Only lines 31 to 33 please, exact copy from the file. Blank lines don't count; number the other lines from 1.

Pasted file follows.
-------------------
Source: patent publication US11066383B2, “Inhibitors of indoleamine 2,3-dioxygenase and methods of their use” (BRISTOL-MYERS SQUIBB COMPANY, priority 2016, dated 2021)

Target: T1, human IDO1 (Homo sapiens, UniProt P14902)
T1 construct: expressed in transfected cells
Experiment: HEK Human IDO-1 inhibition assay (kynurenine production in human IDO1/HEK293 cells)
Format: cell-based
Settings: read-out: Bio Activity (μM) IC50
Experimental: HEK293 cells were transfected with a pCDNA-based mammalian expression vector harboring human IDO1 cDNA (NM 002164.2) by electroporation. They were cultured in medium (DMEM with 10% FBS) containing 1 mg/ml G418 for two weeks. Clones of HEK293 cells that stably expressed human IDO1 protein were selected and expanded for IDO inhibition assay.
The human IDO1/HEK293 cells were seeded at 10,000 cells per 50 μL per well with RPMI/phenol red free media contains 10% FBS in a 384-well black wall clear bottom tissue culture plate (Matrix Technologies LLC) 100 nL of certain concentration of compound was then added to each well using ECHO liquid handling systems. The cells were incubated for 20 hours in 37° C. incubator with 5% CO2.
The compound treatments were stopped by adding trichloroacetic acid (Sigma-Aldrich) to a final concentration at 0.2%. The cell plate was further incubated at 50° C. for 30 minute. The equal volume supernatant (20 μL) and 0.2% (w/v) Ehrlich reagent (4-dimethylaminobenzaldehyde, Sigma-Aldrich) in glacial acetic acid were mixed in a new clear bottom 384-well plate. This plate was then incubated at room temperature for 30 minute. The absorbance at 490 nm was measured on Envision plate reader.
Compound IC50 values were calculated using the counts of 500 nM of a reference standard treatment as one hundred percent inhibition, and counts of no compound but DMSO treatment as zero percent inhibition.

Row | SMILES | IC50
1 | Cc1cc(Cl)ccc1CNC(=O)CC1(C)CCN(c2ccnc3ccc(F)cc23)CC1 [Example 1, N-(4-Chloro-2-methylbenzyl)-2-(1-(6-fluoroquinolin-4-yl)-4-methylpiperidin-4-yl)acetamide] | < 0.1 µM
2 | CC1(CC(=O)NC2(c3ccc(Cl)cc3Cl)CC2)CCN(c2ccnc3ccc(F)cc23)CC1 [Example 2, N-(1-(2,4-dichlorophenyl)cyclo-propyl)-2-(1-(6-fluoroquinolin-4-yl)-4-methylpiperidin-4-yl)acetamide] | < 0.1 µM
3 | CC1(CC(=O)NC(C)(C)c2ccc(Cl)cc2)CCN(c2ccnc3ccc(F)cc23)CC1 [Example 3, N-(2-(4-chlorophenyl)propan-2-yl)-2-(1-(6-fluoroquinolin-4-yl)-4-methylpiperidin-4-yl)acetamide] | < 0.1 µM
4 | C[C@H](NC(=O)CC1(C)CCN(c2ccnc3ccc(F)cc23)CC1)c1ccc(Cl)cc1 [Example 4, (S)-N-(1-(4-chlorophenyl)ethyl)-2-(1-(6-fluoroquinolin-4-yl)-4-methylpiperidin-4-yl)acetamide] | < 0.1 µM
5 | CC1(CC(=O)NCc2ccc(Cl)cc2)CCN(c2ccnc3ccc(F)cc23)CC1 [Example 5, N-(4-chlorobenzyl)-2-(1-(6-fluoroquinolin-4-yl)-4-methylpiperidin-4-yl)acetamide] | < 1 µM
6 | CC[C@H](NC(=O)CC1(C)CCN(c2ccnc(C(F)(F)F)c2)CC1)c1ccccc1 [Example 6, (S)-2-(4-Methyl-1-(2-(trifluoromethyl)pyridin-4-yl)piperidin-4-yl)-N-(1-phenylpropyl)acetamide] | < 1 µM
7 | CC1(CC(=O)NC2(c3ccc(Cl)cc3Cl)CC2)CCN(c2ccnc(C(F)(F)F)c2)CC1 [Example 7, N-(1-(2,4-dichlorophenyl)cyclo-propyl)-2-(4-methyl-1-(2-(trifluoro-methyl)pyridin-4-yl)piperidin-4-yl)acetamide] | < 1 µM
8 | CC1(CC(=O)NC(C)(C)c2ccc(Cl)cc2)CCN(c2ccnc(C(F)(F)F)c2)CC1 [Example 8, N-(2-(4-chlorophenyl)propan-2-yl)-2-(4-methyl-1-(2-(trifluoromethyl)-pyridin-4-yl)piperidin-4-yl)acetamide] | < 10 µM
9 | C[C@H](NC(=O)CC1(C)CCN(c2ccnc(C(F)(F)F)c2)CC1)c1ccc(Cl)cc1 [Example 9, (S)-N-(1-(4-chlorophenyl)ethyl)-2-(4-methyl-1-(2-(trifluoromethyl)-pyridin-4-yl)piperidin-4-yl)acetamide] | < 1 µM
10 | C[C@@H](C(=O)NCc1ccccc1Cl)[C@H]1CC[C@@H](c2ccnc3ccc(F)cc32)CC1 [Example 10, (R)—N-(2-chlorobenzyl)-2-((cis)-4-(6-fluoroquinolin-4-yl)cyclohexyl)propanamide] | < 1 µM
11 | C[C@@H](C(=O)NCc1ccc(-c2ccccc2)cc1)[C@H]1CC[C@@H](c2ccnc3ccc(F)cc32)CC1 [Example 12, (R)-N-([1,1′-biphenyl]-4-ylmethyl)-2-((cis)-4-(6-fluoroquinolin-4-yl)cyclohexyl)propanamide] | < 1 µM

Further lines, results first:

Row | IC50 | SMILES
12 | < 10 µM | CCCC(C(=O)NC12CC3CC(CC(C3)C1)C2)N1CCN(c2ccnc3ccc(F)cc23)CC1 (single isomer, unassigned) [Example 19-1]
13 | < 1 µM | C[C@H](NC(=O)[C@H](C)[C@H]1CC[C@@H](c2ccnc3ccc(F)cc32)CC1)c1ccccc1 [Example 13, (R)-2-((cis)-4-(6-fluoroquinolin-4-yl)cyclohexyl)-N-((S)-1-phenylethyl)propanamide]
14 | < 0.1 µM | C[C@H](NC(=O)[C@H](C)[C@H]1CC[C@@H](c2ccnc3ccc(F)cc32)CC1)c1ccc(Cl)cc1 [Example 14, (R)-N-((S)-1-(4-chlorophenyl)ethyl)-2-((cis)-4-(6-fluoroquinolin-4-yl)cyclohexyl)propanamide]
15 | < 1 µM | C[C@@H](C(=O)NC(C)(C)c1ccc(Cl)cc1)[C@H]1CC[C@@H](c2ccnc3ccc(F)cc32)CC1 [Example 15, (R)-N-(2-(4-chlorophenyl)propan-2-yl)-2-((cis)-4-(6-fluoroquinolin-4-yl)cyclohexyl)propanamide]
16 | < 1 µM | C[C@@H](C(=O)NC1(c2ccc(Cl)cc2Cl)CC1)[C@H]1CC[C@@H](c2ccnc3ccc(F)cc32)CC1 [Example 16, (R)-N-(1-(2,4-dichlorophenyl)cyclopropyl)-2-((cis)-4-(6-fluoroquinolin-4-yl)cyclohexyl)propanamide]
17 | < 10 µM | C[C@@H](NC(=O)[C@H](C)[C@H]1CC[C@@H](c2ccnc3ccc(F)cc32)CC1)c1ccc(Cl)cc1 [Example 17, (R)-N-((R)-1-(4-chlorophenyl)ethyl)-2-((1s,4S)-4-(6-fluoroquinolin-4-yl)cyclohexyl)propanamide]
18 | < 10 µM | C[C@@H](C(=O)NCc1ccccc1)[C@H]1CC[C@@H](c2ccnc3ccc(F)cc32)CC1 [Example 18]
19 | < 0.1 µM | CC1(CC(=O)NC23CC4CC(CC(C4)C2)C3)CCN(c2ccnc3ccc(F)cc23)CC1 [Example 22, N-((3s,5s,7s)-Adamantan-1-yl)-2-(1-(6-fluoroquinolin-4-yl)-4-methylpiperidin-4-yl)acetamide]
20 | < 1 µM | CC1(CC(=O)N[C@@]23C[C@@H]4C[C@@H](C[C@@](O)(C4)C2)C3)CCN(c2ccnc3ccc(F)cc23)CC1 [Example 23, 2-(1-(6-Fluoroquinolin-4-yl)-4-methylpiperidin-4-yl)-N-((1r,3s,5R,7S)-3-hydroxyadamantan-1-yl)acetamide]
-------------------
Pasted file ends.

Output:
18 | < 10 µM | C[C@@H](C(=O)NCc1ccccc1)[C@H]1CC[C@@H](c2ccnc3ccc(F)cc32)CC1 [Example 18]
19 | < 0.1 µM | CC1(CC(=O)NC23CC4CC(CC(C4)C2)C3)CCN(c2ccnc3ccc(F)cc23)CC1 [Example 22, N-((3s,5s,7s)-Adamantan-1-yl)-2-(1-(6-fluoroquinolin-4-yl)-4-methylpiperidin-4-yl)acetamide]
20 | < 1 µM | CC1(CC(=O)N[C@@]23C[C@@H]4C[C@@H](C[C@@](O)(C4)C2)C3)CCN(c2ccnc3ccc(F)cc23)CC1 [Example 23, 2-(1-(6-Fluoroquinolin-4-yl)-4-methylpiperidin-4-yl)-N-((1r,3s,5R,7S)-3-hydroxyadamantan-1-yl)acetamide]